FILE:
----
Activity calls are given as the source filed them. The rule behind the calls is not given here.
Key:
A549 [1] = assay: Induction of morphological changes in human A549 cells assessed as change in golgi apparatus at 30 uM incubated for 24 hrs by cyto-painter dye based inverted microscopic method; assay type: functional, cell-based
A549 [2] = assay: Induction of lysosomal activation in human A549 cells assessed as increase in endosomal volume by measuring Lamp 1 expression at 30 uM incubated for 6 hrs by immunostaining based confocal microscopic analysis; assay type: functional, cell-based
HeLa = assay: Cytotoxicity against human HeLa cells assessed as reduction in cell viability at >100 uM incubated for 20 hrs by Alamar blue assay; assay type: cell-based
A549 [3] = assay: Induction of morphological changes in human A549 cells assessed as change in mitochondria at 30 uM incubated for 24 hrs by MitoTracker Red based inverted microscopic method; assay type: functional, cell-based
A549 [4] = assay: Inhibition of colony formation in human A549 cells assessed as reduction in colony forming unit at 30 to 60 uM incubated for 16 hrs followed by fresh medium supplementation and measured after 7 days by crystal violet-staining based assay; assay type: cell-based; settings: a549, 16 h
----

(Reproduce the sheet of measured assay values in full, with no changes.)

Activity calls are given as the source filed them. The rule behind the calls is not given here.
Key:
A549 [1] = assay: Induction of morphological changes in human A549 cells assessed as change in golgi apparatus at 30 uM incubated for 24 hrs by cyto-painter dye based inverted microscopic method; assay type: functional, cell-based
A549 [2] = assay: Induction of lysosomal activation in human A549 cells assessed as increase in endosomal volume by measuring Lamp 1 expression at 30 uM incubated for 6 hrs by immunostaining based confocal microscopic analysis; assay type: functional, cell-based
HeLa = assay: Cytotoxicity against human HeLa cells assessed as reduction in cell viability at >100 uM incubated for 20 hrs by Alamar blue assay; assay type: cell-based
A549 [3] = assay: Induction of morphological changes in human A549 cells assessed as change in mitochondria at 30 uM incubated for 24 hrs by MitoTracker Red based inverted microscopic method; assay type: functional, cell-based
A549 [4] = assay: Inhibition of colony formation in human A549 cells assessed as reduction in colony forming unit at 30 to 60 uM incubated for 16 hrs followed by fresh medium supplementation and measured after 7 days by crystal violet-staining based assay; assay type: cell-based; settings: a549, 16 h